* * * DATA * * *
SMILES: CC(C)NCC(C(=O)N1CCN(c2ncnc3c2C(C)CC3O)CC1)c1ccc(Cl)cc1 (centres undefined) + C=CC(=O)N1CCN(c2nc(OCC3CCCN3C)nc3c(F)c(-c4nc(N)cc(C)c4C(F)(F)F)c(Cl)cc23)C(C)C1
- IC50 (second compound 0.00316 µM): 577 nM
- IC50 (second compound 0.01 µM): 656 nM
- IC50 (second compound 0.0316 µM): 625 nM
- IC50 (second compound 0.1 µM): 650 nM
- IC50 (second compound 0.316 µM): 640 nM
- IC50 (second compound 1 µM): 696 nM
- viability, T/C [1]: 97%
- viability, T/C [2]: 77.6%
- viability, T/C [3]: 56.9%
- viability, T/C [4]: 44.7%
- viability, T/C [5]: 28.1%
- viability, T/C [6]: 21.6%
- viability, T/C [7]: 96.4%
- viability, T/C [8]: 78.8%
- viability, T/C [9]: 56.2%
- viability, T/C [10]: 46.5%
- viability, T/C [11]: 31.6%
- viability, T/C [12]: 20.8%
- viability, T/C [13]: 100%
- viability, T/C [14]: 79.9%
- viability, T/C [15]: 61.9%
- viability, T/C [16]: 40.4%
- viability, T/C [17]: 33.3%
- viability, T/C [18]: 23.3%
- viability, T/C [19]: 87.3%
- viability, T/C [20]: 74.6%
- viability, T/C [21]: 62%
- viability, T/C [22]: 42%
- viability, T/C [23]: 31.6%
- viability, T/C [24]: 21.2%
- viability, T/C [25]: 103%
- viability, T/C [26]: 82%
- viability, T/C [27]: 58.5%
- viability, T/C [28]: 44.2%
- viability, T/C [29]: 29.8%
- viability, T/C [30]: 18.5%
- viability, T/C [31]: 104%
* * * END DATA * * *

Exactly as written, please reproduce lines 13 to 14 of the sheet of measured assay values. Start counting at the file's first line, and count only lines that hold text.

- viability, T/C [6]: 21.6%
- viability, T/C [7]: 96.4%